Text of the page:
Chapter 7: Other Uses for Biomass
This paper has focused essentially on the use of biomass for fuel, mainly for transportation fuel. However, there are other competing uses of biomass that offer a different set of costs and benefits than liquid fuel production
Another alternative use of almost any of the feedstocks mentioned here – corn, wheat, wheat straw, potatoes and others – would be to produce biogas rather than liquid fuels. Biogas is a mixture of methane and other gases, which is produced from the decomposition of biomass in anaerobic conditions. At its simplest, this involves dumping biomass in a digester, or large pot, and waiting for it to rot. While high-efficiency biogas production is not that simple, anaerobic digestion requires fewer inputs of capital, heat or energy than either ethanol or biodiesel production. Moreover, in terms of the usable energy value, biogas production seems to produce substantially more usable energy per acre than either ethanol or biodiesel.121 Once generated it can be purified and fed into the natural gas grid, burned for heat or electricity, or even compressed for use in compressed natural gas (CNG) vehicles.
While the focus on liquid fuels in this country has drawn attention away from producing biogas from traditional energy crops, biogas has been expanding rapidly in Europe (in Germany it is the fastest growing form of renewable energy).
Because of the lack of fossil fuel inputs into production and the high level of energy usable compared to liquid biofuels, biogas produces relatively greater GHG benefits for any feedstock than what was discussed for liquid fuels.
7.2 Biomass Electricity
As can be gleaned from the preceding discussions of net energy, it is more efficient to burn or gasify biomass directly to produce electricity because no costly intermediate conversion steps are needed. And, unlike cellulosic ethanol production, biomass power is an established technology that is already in use across the US. In fact, Oregon already has biomass power plants using wood wastes.122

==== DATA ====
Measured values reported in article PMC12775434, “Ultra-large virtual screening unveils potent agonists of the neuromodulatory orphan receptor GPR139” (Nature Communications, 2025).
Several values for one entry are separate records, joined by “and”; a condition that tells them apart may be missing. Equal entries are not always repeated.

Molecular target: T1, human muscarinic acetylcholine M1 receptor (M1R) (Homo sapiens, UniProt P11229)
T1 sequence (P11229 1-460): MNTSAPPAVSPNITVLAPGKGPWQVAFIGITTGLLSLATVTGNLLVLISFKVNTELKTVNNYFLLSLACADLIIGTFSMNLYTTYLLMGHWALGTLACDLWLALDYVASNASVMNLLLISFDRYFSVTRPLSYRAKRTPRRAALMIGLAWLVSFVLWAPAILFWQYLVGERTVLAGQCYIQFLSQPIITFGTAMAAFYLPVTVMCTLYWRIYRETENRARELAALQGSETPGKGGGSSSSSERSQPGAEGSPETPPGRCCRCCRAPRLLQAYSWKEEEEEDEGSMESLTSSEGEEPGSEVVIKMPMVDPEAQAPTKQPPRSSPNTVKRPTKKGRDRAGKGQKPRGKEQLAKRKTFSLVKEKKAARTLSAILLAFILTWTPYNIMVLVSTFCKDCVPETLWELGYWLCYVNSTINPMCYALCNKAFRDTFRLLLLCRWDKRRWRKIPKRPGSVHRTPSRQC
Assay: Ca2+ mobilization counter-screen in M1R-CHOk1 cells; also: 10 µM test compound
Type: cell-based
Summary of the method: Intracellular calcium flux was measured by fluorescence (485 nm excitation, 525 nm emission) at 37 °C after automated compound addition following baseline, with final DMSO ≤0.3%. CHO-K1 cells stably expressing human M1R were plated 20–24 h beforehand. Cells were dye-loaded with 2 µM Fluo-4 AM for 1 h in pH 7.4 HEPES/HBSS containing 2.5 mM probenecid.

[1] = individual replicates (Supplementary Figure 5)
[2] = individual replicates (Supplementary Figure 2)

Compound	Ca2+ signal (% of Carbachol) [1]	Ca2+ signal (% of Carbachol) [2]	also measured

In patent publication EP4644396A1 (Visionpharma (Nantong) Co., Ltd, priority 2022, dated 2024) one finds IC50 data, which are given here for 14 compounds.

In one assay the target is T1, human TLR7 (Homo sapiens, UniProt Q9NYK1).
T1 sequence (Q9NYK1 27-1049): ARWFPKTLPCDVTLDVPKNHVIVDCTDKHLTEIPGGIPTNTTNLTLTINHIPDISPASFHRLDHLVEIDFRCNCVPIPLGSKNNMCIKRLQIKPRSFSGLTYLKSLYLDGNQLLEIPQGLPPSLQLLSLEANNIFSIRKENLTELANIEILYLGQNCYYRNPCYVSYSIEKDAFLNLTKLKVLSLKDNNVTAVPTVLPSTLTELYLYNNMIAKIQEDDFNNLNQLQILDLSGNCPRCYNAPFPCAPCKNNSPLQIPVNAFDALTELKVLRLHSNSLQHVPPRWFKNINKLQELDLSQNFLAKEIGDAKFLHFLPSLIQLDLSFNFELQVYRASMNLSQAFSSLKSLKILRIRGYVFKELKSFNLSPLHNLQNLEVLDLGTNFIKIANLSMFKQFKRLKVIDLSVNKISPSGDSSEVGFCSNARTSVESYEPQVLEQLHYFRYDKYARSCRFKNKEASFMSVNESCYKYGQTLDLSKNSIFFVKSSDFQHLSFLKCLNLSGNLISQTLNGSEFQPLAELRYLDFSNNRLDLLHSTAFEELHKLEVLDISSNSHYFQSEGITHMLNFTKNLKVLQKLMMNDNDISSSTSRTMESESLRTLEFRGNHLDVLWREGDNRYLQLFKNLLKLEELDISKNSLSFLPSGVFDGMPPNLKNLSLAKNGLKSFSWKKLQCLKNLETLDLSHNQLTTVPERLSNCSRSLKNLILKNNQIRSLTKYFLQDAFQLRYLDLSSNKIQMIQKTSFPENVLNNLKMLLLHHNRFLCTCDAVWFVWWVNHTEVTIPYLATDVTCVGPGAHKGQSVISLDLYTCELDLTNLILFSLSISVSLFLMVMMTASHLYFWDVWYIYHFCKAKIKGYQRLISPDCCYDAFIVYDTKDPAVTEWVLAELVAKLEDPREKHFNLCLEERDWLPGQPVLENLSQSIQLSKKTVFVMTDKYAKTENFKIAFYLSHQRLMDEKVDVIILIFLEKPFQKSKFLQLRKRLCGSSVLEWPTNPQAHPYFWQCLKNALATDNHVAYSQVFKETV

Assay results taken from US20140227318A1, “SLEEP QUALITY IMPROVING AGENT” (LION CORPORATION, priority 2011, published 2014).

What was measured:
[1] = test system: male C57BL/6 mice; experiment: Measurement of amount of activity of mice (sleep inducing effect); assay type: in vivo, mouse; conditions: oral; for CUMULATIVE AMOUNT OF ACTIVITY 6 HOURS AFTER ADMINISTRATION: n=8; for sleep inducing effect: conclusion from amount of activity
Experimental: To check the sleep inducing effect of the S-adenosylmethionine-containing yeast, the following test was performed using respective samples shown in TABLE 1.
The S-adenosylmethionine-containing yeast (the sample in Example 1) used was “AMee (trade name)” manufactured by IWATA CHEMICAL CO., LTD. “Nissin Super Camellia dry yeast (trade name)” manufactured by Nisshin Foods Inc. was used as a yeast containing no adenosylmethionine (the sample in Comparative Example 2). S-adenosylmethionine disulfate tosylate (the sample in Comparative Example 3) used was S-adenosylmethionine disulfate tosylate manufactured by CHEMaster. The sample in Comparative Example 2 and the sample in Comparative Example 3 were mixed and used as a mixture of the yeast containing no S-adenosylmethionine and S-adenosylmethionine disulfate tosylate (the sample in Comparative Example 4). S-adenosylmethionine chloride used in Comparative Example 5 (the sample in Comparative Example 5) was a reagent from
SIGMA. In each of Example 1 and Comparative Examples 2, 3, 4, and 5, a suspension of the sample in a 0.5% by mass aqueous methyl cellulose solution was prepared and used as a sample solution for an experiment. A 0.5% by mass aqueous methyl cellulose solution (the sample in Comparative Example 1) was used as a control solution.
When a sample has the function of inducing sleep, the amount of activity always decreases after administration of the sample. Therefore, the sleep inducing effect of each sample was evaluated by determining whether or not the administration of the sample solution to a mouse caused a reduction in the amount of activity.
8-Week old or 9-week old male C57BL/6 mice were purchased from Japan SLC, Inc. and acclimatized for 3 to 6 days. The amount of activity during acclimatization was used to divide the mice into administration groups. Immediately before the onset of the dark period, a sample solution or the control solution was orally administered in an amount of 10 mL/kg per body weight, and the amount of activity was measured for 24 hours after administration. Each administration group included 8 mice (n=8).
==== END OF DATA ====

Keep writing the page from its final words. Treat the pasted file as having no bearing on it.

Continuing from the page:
Although biomass-generated electricity does not displace petroleum the way biofuels do,N electricity is likely to become much more important as a transportation fuel in the future. It is generally agreed that the best near-term environmental option for cars are plug-in hybrids, which can run both off electricity from the grid and use conventional liquid fuels. Using biomass energy to power electric or plug-in hybrid electric vehicles, even if gasoline was still used, may be one of the most efficient ways to reduce GHGs and fossil fuel use.
While this paper does not deal with the economics of biomass, the cost of getting bulky cellulosic feedstocks to processing facilities is one of the greatest hurdles to biomass energy. Because energy feedstocks need to be cheap enough to compete with gasoline there is little margin for biofuel producers to pay more to compete with other higher-value uses for biomass as well. This is particularly true in the case of wood products, where the vast majority of mill wastes go to low-value products like fiber board, which are still more profitable than if they were sold as biomass for energy. However, there is growing interest in using biomass to create a range of chemicals, plastics and other products that are currently derived from petrochemicals.
Since about 16% of US oil consumption goes to producing these products, there is still a huge potential for displacing petroleum and reducing pollution and GHGs. In fact, many bio-refineries may be able to produce ethanol or other biofuels as well as a range of other chemicals and products. Also, because many of these co-products are valued more highly than fuel, “bio-refineries” may be able to pay for more to get biomass out of the woods and the fields than could a straight ethanol producer, for example.
|Policy Recommendations - Bio-products:|
|While few technologies to produce chemicals, plastics and other products from biomass have been commercialized, state policy should encourage the development of these bio-based industries and not become exclusively focused on biomass energy production. For example, Oregon BEST, the Bio-Economy and Sustainable Technologies Research Center that is being developed in the Oregon University System, should research commercialization of these safer, non-toxic alternatives to petroleum-based products.|